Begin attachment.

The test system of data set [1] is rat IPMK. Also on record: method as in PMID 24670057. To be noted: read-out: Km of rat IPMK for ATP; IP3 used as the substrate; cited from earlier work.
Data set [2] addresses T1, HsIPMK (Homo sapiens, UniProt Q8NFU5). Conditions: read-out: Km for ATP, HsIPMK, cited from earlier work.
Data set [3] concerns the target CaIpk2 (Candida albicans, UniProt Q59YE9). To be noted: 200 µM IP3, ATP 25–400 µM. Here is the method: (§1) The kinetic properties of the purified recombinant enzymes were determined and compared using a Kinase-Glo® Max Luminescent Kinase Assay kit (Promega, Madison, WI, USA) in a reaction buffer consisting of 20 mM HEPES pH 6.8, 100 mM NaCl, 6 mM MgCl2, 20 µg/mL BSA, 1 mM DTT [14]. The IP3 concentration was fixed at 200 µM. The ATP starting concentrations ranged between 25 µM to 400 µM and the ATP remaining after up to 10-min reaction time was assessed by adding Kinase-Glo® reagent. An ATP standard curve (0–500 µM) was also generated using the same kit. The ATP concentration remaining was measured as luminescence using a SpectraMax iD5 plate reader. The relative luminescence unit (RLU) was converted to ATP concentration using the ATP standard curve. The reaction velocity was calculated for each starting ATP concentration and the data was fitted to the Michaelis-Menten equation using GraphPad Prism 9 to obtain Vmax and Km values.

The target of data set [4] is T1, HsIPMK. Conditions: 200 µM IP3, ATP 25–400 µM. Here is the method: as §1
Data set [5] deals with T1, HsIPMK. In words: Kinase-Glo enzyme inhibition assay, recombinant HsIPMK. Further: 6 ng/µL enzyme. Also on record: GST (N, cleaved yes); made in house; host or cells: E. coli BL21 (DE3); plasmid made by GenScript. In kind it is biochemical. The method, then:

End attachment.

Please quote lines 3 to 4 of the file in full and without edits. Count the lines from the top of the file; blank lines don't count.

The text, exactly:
Data set [3] concerns the target CaIpk2 (Candida albicans, UniProt Q59YE9). To be noted: 200 µM IP3, ATP 25–400 µM. Here is the method: (§1) The kinetic properties of the purified recombinant enzymes were determined and compared using a Kinase-Glo® Max Luminescent Kinase Assay kit (Promega, Madison, WI, USA) in a reaction buffer consisting of 20 mM HEPES pH 6.8, 100 mM NaCl, 6 mM MgCl2, 20 µg/mL BSA, 1 mM DTT [14]. The IP3 concentration was fixed at 200 µM. The ATP starting concentrations ranged between 25 µM to 400 µM and the ATP remaining after up to 10-min reaction time was assessed by adding Kinase-Glo® reagent. An ATP standard curve (0–500 µM) was also generated using the same kit. The ATP concentration remaining was measured as luminescence using a SpectraMax iD5 plate reader. The relative luminescence unit (RLU) was converted to ATP concentration using the ATP standard curve. The reaction velocity was calculated for each starting ATP concentration and the data was fitted to the Michaelis-Menten equation using GraphPad Prism 9 to obtain Vmax and Km values.

The target of data set [4] is T1, HsIPMK. Conditions: 200 µM IP3, ATP 25–400 µM. Here is the method: as §1